A Sedgwick County district judge ruled Tuesday that Scott Roeder's murder trial will stay in Wichita, and he limited how Roeder can defend himself.
Judge Warren Wilbert ruled Roeder could not use the so-called "necessity defense" in the killing of Wichita abortion provider George Tiller last May.
But the judge said he would "leave the door open" for Roeder's defense to present evidence and arguments that he killed in the belief that he was saving the lives of the unborn.
That may enable Roeder's public defenders to ask jurors to consider crimes less severe than first-degree premeditated murder. Kansas law, for example, defines voluntary manslaughter as the "unreasonable but honest belief that circumstances existed that justified deadly force."
A conviction of voluntary manslaughter could carry a sentence of between four to six years in prison for Roeder, compared with life imprisonment for murder.
But those issues probably won't be decided until the judge gives legal instructions to the jury — after evidence is presented and before they hear closing arguments and begin deliberations.
Wilbert said he may limit what the defense can say in opening statements. Wilbert also said it would be difficult to allow testimony indicating Roeder was acting in defense of others because the law requires an "imminent threat."
Tiller was shot and killed May 31 inside the lobby of his church, where he was serving as an usher.
Voluntary manslaughter is considered an "imperfect self-defense," said prosecutor Kim Parker. Parker said such a defense "must be based on the reality of circumstances surrounding the intentional killing and not on a psychotic delusion."
Public defender Mark Rudy told the judge that prosecutors were trying to "muzzle" the defense.
"It has the effect of handcuffing and gagging us at the same time," Rudy said.
Wilbert said he would not allow Roeder to use what has been called a "necessity defense," where a defendant claims he or she broke the law to prevent another from causing greater harm.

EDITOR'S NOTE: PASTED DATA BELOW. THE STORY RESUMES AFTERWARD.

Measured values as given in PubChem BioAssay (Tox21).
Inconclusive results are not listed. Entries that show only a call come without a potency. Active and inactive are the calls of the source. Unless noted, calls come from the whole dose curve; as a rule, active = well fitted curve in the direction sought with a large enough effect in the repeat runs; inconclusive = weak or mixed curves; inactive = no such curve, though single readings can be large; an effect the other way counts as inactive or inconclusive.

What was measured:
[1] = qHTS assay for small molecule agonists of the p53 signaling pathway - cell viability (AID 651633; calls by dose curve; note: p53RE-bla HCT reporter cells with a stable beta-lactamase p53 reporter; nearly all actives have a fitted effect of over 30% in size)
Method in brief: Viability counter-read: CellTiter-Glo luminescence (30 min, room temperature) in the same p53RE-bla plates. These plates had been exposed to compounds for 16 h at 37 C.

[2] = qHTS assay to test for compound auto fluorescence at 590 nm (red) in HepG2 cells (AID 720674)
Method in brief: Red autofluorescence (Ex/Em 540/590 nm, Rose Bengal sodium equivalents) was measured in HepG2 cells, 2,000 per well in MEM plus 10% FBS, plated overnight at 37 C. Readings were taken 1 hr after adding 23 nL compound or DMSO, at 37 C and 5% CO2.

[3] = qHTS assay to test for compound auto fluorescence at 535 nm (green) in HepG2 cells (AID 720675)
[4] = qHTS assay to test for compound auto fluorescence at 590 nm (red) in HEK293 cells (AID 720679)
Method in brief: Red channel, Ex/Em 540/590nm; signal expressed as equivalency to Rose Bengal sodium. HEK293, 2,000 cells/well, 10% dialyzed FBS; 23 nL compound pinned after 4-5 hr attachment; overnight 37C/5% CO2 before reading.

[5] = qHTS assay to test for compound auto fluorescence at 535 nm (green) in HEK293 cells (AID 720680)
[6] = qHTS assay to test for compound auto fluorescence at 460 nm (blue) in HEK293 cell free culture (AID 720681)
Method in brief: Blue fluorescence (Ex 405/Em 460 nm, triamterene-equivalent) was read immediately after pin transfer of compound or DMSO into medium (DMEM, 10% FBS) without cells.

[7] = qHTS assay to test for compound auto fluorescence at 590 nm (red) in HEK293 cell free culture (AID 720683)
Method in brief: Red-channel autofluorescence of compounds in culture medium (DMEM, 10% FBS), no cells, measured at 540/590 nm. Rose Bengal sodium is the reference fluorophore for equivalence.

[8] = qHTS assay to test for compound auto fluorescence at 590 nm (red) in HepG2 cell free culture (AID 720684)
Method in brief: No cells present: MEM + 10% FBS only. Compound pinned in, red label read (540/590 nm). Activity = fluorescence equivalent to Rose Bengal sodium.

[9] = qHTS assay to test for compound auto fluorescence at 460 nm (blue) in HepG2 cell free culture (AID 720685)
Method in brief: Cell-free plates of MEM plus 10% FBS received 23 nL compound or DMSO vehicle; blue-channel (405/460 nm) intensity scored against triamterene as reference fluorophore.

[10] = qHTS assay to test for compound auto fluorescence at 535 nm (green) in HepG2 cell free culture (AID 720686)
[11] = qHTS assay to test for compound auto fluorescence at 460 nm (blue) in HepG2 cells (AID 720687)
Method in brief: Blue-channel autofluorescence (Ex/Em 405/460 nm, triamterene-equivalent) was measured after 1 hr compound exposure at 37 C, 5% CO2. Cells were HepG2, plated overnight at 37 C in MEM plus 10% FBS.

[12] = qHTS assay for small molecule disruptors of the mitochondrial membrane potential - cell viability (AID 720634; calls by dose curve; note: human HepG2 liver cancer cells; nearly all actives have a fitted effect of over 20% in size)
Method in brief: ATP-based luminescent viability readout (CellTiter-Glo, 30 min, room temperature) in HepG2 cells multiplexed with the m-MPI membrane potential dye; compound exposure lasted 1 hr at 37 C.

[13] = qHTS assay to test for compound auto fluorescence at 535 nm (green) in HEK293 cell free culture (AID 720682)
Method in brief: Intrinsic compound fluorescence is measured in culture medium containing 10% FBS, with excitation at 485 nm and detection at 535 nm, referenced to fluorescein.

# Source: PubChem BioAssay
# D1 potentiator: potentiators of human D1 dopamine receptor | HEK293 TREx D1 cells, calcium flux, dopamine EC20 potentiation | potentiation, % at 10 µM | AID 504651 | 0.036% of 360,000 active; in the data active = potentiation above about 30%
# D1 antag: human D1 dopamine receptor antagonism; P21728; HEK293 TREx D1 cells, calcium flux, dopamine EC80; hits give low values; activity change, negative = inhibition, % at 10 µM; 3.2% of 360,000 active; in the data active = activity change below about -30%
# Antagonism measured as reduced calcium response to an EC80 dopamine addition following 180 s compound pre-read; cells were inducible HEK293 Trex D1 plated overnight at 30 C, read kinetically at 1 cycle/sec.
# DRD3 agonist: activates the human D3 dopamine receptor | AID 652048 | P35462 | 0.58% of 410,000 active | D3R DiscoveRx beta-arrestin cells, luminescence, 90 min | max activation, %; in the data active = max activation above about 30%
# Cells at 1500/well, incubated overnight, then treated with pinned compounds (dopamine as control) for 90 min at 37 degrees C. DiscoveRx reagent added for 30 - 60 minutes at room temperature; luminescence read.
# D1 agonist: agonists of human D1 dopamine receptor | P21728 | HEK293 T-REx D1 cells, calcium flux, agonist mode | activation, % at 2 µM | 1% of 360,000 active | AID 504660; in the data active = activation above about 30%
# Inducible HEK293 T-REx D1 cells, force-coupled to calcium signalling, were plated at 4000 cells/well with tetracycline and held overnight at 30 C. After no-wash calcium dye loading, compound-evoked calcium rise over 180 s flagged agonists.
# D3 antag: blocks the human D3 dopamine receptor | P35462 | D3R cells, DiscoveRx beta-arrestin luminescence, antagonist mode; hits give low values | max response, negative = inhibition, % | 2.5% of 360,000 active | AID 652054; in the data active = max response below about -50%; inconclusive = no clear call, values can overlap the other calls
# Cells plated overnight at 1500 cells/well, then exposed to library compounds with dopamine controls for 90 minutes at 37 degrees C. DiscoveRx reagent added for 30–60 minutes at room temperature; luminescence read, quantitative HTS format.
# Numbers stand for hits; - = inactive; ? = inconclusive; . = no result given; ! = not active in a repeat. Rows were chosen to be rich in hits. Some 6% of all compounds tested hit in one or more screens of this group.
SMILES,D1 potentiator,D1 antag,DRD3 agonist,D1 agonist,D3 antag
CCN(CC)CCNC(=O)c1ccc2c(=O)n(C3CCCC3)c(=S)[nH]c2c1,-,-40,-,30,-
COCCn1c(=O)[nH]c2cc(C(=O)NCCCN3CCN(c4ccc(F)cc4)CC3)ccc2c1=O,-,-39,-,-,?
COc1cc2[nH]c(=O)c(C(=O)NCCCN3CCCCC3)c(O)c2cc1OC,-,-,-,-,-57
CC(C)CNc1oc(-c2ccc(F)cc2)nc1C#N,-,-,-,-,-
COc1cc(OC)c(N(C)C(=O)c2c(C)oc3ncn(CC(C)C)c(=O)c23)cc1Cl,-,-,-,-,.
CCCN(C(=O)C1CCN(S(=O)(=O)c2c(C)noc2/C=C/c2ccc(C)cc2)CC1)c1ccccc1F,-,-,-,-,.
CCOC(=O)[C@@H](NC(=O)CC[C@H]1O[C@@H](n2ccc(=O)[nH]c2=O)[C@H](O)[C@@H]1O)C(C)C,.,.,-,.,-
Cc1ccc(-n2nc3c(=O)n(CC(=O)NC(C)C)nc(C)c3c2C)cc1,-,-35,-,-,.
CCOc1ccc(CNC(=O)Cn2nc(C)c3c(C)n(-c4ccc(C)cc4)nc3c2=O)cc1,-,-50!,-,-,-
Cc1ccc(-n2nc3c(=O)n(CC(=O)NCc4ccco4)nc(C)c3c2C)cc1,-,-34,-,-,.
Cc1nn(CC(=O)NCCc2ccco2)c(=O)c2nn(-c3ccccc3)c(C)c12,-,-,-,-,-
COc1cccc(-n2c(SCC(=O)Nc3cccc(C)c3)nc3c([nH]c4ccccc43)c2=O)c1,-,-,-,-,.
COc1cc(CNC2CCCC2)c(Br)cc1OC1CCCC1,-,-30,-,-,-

Roeder has said he killed Tiller to save the lives of fetuses being aborted.
Wilbert said the necessity defense is not recognized under Kansas law. But even under common law interpretations, Wilbert added, the act would have to stop someone else from committing a crime.
That wasn't the case with Tiller, Wilbert said, because abortions are legal.
"I recognize we could all have our own individual personal views, religious views, moral and ethical views," Wilbert said in his ruling. "But the United States Supreme Court has come down many, many years ago in Roe v. Wade that an abortion is a legal and constitutionally protected decision by the mother and... by health care providers."
Kansas appeals courts have ruled the necessity defense unacceptable in cases involving trespassing on abortion clinics.
If it's not a viable defense in misdemeanor property cases, Wilbert ruled, it wouldn't apply to felonies such as murder.
Wilbert also denied a motion to move the trial outside Sedgwick County, based on defense claims that news coverage had made it impossible for Roeder to receive a fair trial.
It is too soon to say an impartial jury cannot be picked, Wilbert ruled, until lawyers start questioning potential jurors when the trial starts Jan. 11.
Some 300 people are being summoned to the courthouse for the trial. Between 150 and 200 are expected to respond, Wilbert said.
Initial questioning will allow some to be excused for legal reasons, whittling the final pool to 42. From that group, lawyers will pick 14: the dozen jurors who will decide the case and two alternates.